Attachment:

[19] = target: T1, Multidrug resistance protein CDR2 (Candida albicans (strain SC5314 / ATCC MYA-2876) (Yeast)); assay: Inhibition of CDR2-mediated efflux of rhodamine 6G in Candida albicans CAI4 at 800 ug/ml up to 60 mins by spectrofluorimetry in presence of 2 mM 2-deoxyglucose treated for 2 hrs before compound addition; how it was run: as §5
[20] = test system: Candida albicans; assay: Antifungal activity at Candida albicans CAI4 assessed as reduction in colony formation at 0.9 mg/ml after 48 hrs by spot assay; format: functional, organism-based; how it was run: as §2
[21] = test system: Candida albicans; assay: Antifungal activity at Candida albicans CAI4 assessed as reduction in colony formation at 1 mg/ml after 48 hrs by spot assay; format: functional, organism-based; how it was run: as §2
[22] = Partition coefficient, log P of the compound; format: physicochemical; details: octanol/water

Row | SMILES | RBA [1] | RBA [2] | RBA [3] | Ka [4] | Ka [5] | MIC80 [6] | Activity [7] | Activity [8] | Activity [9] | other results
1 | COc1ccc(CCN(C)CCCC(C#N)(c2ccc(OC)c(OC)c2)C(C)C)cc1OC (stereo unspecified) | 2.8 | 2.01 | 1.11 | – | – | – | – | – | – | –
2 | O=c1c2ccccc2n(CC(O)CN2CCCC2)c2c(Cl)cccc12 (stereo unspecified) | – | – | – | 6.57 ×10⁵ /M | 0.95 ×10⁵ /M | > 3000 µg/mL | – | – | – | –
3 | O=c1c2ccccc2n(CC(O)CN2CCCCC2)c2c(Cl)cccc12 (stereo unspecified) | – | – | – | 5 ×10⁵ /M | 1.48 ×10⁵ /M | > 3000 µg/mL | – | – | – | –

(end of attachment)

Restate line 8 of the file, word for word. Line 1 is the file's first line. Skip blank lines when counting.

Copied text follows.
3 | O=c1c2ccccc2n(CC(O)CN2CCCCC2)c2c(Cl)cccc12 (stereo unspecified) | – | – | – | 5 ×10⁵ /M | 1.48 ×10⁵ /M | > 3000 µg/mL | – | – | – | –